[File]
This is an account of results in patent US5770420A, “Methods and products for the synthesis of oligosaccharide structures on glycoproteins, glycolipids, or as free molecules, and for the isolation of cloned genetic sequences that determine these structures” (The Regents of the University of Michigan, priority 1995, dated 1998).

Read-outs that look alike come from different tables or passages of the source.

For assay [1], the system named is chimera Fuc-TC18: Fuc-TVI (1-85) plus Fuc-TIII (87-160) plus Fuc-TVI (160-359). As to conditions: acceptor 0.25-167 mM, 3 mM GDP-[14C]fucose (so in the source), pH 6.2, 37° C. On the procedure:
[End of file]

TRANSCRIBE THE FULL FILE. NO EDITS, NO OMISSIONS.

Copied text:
This is an account of results in patent US5770420A, “Methods and products for the synthesis of oligosaccharide structures on glycoproteins, glycolipids, or as free molecules, and for the isolation of cloned genetic sequences that determine these structures” (The Regents of the University of Michigan, priority 1995, dated 1998).

Read-outs that look alike come from different tables or passages of the source.

For assay [1], the system named is chimera Fuc-TC18: Fuc-TVI (1-85) plus Fuc-TIII (87-160) plus Fuc-TVI (160-359). As to conditions: acceptor 0.25-167 mM, 3 mM GDP-[14C]fucose (so in the source), pH 6.2, 37° C. On the procedure: